So I know video-posts are kind of a cop-out... but, regardless of your politics, you have to admit this one's pretty choice:

Monday, January 21, 2008

Tuesday, January 08, 2008

Jackie Chan's Brother?

[Setting: Las Vegas. January 2nd. The wife and I on our way into the MGM Grand to celebrate our anniversary at the restaurant I used to work at.]

Me: Wow. That's Johnny Chan.

Melbo: Who?

Me: Here... take the camera. I want to see if I can get a picture with him.

Melbo: Get a picture with who?

Me: Johnny... nevermind. Here. Just follow me.

Me: Excuse me. Mr. Chan, would it be alright if I got a picture with you?

Johnny: Sure, just make it quick.

Me: Thanks so much.

Johnny: No problem.

Melbo: Who was that?

Me: Johnny Chan.

Melbo: Is that like Jackie Chan's brother?

Me: What?! No. Haven't you ever seen the movie Rounders?

Melbo: I think so. Maybe?

Me: Well, he's a poker player. Only guy to ever win the World Series of Poker's Main Event two years in a row. He's won like ten WSOP bracelets.

[Melbo: Completely loses all interest]

[Me: Wonder if I'm the lone soul in Mormondom that's able recognize the former champ]

Friday, January 04, 2008

A Few Thoughts on Romney, McCain, and Huckabee, and the Upcoming New Hampshire Primary

In the wake of yesterday's Iowa caucus results, I posted some of my thoughts on the race for the GOP nomination over at a Romney blog that I occasionally contribute to. Since few of you likely scour the political blogosphere for these sorts of posts, I thought I'd cross-post it here :
With Mitt Romney's surprisingly large defeat in the Iowa Caucus now in the rearview mirror, what lies ahead for him in New Hampshire? I think it's a must win primary for Romney. If he loses to John McCain in four days, he may choose to continue on in the race, but I think any real shot he had at winning disappears. That said, there are some big questions hovering over the New Hampshire primary.

Since Mike Huckabee relied largely on Iowa's significant evangelical base for his caucus victory, I think its impact on his campaign in New Hampshire is unclear. Huckabee doesn't have a realistic shot at taking New Hampshire, so the best case scenario for him is simply a strong showing. Given how weak he's polled here over the past year, the only place he has to go is up. The $64,000 question is how much traction his Iowa win gives him. Does he steal the few evangelical votes that there are to be had in New Hampshire from Romney? Does he win over any fence-sitters?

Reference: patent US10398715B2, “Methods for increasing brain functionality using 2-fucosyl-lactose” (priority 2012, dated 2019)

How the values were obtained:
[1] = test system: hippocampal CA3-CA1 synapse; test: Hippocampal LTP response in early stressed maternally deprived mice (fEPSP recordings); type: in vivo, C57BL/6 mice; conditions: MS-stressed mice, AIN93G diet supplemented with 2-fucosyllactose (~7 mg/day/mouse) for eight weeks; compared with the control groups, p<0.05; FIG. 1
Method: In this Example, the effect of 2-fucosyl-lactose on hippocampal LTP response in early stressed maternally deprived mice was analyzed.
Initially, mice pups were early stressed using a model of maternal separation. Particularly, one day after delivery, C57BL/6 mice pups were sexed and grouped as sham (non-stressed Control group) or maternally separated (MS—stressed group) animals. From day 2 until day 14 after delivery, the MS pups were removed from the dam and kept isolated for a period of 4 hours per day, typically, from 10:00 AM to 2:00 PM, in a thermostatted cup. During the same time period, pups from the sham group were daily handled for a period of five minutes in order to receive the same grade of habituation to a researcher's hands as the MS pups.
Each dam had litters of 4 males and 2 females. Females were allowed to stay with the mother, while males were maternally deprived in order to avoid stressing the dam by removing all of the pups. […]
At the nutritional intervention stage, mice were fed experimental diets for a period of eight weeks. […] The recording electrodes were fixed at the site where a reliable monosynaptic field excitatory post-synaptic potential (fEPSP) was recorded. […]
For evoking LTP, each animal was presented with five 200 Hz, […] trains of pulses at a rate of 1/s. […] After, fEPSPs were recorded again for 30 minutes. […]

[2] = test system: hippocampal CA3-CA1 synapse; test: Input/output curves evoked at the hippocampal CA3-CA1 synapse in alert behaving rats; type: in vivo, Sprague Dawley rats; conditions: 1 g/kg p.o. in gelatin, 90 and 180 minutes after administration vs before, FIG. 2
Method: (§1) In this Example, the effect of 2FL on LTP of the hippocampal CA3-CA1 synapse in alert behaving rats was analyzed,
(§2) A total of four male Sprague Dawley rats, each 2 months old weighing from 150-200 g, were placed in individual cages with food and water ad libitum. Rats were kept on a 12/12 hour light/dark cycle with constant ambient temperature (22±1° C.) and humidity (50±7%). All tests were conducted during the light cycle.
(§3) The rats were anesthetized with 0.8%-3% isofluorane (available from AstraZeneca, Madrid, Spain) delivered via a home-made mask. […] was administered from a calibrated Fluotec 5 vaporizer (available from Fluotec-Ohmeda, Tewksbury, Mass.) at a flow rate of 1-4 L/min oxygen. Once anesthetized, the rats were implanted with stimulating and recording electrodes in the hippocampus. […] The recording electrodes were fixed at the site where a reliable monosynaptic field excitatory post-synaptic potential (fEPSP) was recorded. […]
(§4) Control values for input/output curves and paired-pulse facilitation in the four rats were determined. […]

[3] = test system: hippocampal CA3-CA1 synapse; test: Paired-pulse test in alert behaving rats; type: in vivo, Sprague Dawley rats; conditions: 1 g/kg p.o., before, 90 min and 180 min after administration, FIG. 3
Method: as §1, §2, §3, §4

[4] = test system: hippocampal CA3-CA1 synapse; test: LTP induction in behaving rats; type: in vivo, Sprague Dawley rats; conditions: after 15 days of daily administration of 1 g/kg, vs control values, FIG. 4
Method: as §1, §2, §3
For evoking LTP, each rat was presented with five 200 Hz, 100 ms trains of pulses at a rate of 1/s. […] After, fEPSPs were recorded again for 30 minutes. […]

One thing Huckabee's win almost certainly does is make the recently tightened race between McCain and Romney there even tighter. McCain's fourth place showing in Iowa doesn't really give him the momentum that a strong third-place showing would have, but with Romney losing by so much to Huckabee, I don't think it matters. Romney's loss in Iowa after investing the significant resources he did there has the potential to raise doubts that push wayward Romney supporters to McCain.

To win out New Hampshire, Romney has to find a way to prevent any hemorrhaging from his Iowa defeat. He needs to stop Huckabee from stealing any votes (since Huckabee is more likely to steal votes from Romney supporters than those backing McCain) and he needs to try and stop McCain's surge in New Hampshire by reminding voters there why they've preferred him over McCain for most of this past year. Not an easy task when it appears that the negative advertisements and mailings Romney has employed over the past few weeks seem to have actually hurt him in Iowa and, possibly, New Hampshire. Romney needs to go negative without appearing to attack, a tough balancing act that he's struggled with at times. The good news for Romney is that if he tops McCain, it's likely the death kneel of McCain's candidacy, especially if he tops him by a significant margin.

The big wild card in all of this is McCain's most natural New Hampshire constituency, independents. He can't afford to lose indies who would otherwise vote for him but who choose to vote for Barack Obama in the Democratic Primary. In that sense, McCain and Obama are each other's own worst enemy in New Hampshire. In retrospect, the Iowa caucus results haven't settled much of anything except to underscore the fact that we still have a wide-open GOP race on our hands. With that said, what are everyone's predictions?
[Update: After Sunday night's debate performance by Mitt, I revise my assessment... A decently close New Hampshire loss does not kill Romney's candidacy. I think McCain and Huckabee fell somewhat flat last night and Romney breathed a bit of new life into his campaign by doing well when sparring them... plus, the conservative base really seems wary of McCain and looks almost desperate to coalesce around someone else.]